Science Fiction 101
Science Fiction 101
Instructors: Shawn Boyles, Steve Diamond & Nick Dianatkhah
Course Info: What you can expect from this course is a selection of recommendations from your instructors to give you a doorway into the science fiction genre.
Introduction: As we did with the University of Fantasy series, we wanted to give our readers who wanted to expand their horizons (or just nibble a bit) in the Science Fiction genre a good starting place. This is not to be taken as a list of the best books in the SF genre (though many books on the list are excellent). Instead this is a “If you’re new to SF and want a good start” type of list. The novels on this list should be easily accessible to anyone who picks them up. The weird sciency stuff doesn’t overwhelm and the geek factor should be relatively low. If you have a friend or neighbor who doesn’t really read SF, these would be a good place to start their conversion process. Enjoy.
In our University of Fantasy entries, we each made a few selections. That won’t be the case here. Together with one of our newer reviewers, Shawn Boyles, we talked much more about what to include here. It was one of those “Go Team” moments. We even had a group hug after. Honest. Shawn really took the lead here, because he likes SF better than we do. Kudos to him for justifying nearly all of these picks.
ENDER’S GAME by Orson Scott Card:
This book could very well be the SF 101 course in and of itself. For anyone who has ever thought of reading SF, and has wondered where to start, this is THE book. It’s a fast fun read with excellent characters and a killer plot. It won both the Hugo and the Nebula and it is rumored to be one of the most stolen book in school libraries around the country. It’s one we have each read several times. The other novels in the series never even come close to ENDER’S GAME in terms of quality, because it is just THAT good.
WALLS OF THE UNIVERSE by Paul Melko:
This is a recent addition (it came out a year and a half ago). It is here because of it’s accessibility. It’s about a boy who meets a version of himself from another reality. The main character gets tricked into going to another reality, and then spends the rest of the book trying to get home. the reason it is so accessible is because all of the earths our hero visits are just variations on our own earth. The science is light and most of the book is about the character. It’s also a lot of fun trying to see the hero try and make a quick buck by inventing pinball in a universe that has never seen it before.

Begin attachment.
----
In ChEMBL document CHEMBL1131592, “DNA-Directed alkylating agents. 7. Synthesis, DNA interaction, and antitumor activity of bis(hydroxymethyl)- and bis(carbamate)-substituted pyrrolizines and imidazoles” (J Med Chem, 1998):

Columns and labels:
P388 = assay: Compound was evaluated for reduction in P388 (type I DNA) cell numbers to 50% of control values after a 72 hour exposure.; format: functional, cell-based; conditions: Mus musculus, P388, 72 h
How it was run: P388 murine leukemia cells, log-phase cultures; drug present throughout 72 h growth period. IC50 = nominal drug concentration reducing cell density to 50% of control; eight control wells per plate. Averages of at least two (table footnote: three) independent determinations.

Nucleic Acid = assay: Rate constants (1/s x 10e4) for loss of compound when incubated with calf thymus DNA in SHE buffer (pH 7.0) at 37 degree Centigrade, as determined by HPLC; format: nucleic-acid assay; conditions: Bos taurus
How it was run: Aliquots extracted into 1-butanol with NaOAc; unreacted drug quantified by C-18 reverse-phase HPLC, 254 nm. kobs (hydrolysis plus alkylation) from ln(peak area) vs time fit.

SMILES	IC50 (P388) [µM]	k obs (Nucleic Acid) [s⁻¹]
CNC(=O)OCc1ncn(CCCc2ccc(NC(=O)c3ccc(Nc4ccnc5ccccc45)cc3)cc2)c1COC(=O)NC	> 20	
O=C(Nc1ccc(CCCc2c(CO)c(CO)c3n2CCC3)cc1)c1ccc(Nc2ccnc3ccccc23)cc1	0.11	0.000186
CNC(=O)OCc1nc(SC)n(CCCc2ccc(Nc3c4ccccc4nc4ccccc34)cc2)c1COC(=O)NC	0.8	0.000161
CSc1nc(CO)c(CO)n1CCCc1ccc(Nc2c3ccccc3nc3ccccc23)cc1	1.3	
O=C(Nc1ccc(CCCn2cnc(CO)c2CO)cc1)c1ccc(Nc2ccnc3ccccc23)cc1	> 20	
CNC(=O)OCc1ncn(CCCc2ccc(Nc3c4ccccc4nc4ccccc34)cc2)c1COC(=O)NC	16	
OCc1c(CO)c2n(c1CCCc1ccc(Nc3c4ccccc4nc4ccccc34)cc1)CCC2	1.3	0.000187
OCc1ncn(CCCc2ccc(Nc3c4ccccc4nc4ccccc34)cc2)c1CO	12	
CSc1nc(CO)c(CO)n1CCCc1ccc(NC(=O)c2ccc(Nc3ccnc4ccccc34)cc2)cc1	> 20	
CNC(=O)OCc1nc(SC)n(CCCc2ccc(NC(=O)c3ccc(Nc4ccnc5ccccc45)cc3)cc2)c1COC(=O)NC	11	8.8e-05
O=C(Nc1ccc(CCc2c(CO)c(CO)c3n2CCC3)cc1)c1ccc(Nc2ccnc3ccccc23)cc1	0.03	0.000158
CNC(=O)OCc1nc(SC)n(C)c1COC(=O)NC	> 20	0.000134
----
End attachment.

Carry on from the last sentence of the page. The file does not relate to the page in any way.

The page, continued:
I, ROBOT by Isaac Asimov:
This is the SF books that our parents game to us to get us started on the genre, and it worked. I, ROBOT is a series of Asimov’s robot stories (and has almost nothing to do with the movie of the same name. The book is WAAAY better). We feel that Asimov is at his best in short stories and these are among the best the genre has to offer. They are simple, beautiful, touching and frightening in equal measures.
HITCHHIKER’S GUIDE TO THE GALAXY by Douglas Adams:
Come on. You knew this was going to be on this list. This is an amazing starter book because it doesn’t try and cram SF down your throat and make you take it seriously. The book doesn’t even take itself seriously. It’s a comedy about the end of the earth and the last two humans to survive. It’s also about a two headed three armed president of the universe, trans-dimensional mice, endless paperwork and the answer to life the universe and everything. A pure fun read. Just remember, DON’T PANIC!
DIVING INTO THE WRECK by Kristine Kathryn Rusch:
We reviewed this novel back when it came out last year. If you want a complete view of why we loved it, go check out our review HERE. In short, and like many of the novels contained in this list, we love this novel because it take no effort to enjoy. It is deep-sea wreck diving put in space. Completely awesome. Rusch doesn’t try to make you feel like you need an advanced degree in physics to understand the story, which is a nice departure from what a lot of SF tries to do.
STARSHIP: MUTINY by Mike Resnick:
Really, any SF by Resnick fits here. You want popcorn SF? Look no further. His pacing is always lightening-quick, and fueled by adrenaline. We reviewed the finale to his STARSHIP series HERE. Go check it out to see why Resnick hits the right notes for us.
So what do you all think? Is there anything you think should be worthy of SF 101? If you justify your suggestion in a way we like, we might even add it to this list…